The historic harbor town of Cobh in east Cork, formerly known as Queenstown, was the embarkation point for many Irish leaving for America. It has a lot to offer today, from heritage sites to the truly wild side.

The Titanic trail

This entertaining walking tour has had its fair share of claims to fame, having been filmed for numerous documentaries, by 20th Century Fox, and for National Geographic since it began in 1998. The trail explores the historic town of Cobh, the last port of call of the RMS Titanic, and is available to buy on DVD for those who can’t make the real-life experience.

The tour takes its visitors to sites, buildings, and piers directly associated with the tales of the Titanic, as well as other aspects of Cork harbor history and heritage. Taking approximately one hour, this walking tour operates every day, year-round, at 11 am and embarks from Cobh’s Commodore Hotel.

On the Titanic Trail in Cobh.

On the Titanic Trail in Cobh.

The walk ends at Jack Doyle’s, a traditional Irish bar, where the participants are treated to a complimentary taste of a local beer.

Tour guide Michael Martin is happy to arrange group tours, as well as cultural afternoons for those who want to spend a bit longer learning about the history of the town.

For more information on the Titanic Trail and the other tours available, go to or Tel: +353 21 4815211.

This article was originally published in Ireland of the Welcomes magazine. Subscribe now!

Fota Wildlife Park

Fota Wildlife Park.

Fota Wildlife Park.

This is one of Ireland’s top family attractions, and not to be missed if you are visiting the Cobh area. This large zoological park is home to a diverse array of wildlife, who are left to roam freely as in safari parks across the world.

Established in 1983, Fota has more than 70 species of wildlife in natural surroundings, including giraffe, zebra, ostrich, and antelope, across 40 acres (16 hectares) of grassland. The main aim of the Park is preservation and conservation, and many of the species there are under threat of extinction in the wild, such as the cheetah, the lion-tailed macaque, and the white-tailed sea eagle, which is currently being reintroduced to the wild in County Kerry.

Children enjoying Fota Island Wildlife Park, in Cork.

Children enjoying Fota Island Wildlife Park, in Cork.

Each day, families can witness the animals at feeding time, and the famous cheetah runs, where the cats chase whole (dead) chickens and rabbits on overhead zip wires, providing thrilling entertainment for humans and animals alike. Alongside the wildlife park is the Fota Arboretum, where visitors can enjoy trees and shrubs from around the world.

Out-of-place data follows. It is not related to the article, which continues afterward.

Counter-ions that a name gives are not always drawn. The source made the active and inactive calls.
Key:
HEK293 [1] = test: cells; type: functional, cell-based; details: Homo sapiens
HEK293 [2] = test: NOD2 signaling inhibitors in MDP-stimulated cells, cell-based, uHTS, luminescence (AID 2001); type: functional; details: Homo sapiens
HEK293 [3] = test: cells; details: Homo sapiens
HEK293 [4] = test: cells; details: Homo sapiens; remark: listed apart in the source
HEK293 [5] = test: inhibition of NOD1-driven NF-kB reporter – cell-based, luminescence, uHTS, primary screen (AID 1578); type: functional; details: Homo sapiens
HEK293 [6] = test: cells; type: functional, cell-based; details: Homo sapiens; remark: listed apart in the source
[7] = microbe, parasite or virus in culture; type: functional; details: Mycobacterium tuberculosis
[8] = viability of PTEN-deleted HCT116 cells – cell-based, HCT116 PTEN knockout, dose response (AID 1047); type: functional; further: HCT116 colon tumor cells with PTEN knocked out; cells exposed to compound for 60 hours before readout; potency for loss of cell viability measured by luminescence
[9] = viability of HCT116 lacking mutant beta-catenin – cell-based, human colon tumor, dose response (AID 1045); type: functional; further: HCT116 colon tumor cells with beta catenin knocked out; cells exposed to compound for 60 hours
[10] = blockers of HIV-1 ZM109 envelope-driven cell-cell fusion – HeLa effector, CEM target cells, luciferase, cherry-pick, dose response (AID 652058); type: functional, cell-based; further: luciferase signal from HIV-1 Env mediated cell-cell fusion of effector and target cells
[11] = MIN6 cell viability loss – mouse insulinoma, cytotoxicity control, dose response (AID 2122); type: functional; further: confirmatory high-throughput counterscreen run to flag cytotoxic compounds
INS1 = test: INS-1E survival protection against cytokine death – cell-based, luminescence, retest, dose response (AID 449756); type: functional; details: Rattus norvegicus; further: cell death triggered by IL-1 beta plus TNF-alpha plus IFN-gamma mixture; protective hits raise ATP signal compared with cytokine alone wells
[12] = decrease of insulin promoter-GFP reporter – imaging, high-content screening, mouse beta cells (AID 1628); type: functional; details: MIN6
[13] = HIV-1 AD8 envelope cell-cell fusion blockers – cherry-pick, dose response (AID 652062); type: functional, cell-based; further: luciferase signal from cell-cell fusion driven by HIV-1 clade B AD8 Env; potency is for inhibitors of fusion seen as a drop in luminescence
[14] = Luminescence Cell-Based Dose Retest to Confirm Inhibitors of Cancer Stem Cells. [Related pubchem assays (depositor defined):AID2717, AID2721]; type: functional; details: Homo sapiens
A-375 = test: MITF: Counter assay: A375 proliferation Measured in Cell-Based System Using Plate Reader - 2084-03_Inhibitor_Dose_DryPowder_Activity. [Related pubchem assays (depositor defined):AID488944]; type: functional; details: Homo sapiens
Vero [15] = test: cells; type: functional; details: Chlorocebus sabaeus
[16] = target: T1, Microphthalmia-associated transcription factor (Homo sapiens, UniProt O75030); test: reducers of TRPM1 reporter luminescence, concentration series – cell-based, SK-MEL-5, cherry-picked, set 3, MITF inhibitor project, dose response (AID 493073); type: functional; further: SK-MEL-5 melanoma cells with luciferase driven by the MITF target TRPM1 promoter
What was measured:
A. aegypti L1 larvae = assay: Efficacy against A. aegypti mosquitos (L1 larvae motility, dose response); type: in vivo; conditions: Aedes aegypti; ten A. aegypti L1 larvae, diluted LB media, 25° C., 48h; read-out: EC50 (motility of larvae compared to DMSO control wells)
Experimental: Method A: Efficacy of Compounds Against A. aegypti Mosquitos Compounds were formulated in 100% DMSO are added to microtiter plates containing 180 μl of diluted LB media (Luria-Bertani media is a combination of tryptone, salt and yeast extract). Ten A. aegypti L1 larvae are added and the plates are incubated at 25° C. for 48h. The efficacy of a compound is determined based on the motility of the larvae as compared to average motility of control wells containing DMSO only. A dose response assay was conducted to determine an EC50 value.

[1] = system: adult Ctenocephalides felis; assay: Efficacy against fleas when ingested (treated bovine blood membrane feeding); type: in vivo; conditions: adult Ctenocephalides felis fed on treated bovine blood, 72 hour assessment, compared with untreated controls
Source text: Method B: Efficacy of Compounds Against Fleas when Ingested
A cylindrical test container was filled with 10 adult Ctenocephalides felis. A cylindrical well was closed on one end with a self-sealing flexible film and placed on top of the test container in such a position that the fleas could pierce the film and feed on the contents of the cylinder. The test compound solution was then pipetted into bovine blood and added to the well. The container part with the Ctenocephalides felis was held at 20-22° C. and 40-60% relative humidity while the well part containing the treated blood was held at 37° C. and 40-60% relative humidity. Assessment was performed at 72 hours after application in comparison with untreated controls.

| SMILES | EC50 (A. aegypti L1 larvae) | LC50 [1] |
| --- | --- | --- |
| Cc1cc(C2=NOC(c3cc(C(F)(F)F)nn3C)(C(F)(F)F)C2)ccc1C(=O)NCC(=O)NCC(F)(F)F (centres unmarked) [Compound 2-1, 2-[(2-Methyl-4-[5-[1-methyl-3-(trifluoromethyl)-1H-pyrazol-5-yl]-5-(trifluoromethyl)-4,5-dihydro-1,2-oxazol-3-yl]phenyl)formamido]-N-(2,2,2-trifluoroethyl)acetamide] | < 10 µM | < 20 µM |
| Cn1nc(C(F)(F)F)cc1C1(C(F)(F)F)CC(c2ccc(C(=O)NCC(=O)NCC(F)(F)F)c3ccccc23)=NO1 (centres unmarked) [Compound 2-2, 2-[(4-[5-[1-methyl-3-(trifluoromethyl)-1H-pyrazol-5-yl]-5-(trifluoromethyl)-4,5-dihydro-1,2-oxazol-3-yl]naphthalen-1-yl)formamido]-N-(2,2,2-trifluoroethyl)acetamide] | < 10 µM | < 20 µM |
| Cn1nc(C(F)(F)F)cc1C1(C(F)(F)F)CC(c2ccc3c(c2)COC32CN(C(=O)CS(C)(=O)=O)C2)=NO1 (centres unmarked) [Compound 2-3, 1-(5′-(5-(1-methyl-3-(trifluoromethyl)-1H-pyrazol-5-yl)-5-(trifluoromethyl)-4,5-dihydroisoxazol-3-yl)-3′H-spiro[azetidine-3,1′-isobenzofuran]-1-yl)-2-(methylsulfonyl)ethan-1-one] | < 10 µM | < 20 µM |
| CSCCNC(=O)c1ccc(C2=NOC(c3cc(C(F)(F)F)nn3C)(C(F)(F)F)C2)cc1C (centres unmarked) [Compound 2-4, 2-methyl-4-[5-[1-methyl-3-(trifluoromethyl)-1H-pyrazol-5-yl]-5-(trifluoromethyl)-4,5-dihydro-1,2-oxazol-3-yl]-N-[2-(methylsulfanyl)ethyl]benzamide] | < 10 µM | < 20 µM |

Open all year, barring Christmas Day and St. Stephen’s Day. Tel: +353 (0) 21 4812678;

Cobh Heritage Center and Museum

As the single most important port of emigration in Ireland, the Heritage Center and Museum in Cobh offers a unique insight to those looking to trace their ancestors, as well as exhibitions that reflect the cultural, social, and maritime history of Cobh.

Permanent exhibitions at the upstairs museum include items dredged from Cork Harbor and artifacts on the commercial life of Queenstown/Cobh from 1900-1960. Although there isn’t a full genealogical service on offer at the museum, it is often the first port of call for those hoping to trace ancestors who left from Queenstown, and as such can usually point hopefuls in the right direction to continue their search.

The center has a foreign exchange and restaurant facilities available, as well as extensive free car parking facilities. Outside the Center is the statue of Annie Moore and her two brothers, who left Queenstown on the SS Nevada, New York-bound.

A statue of Annie Moore in Cobh.

A statue of Annie Moore in Cobh.

Annie was the first person to be processed in Ellis Island when it opened in 1892, and a similar statue can be found in Ellis Island, New York, in memory of her and as a symbol of the many Irish people who have undertaken the same journey.

For more visit or phone 353 (0) 21 4814240.

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St. Colman’s Cathedral

St. Colman’s Cathedral is a landmark on the Cork coastline that refuses to be dismissed or ignored. The magnificent gothic building that is St. Colman’s Cathedral is large, elaborately detailed, and can be seen for miles around.

St. Colman’s Cathedral, in Cobh.

St. Colman’s Cathedral, in Cobh.

Described by historian Emmet Larkin as “the most ambitious building project undertaken by the Church in nineteenth-century Ireland”, the Cathedral took nearly 50 years to build and is a source of much pride for the locals. When work began on the Cathedral in 1868, Cobh, or Queenstown as it was then called, was a prosperous town thanks to its status as the principal emigration site from Ireland.

More than five million people emigrated from Ireland throughout the 19th century, and many of them left the shores of Cobh Harbor. As it acquired increasing status, it was decided that the town’s existing Catholic Church, constructed in 1808, was inadequate, and a Cathedral committee of local citizens called for the building of St Colman’s. As with many architectural projects, it went way over budget when it was completed and consecrated in August 1919. Masses are held twice daily during the week and four times on a Sunday. 

* Originally published in Ireland of the Welcomes in 2010, updated in May 2023.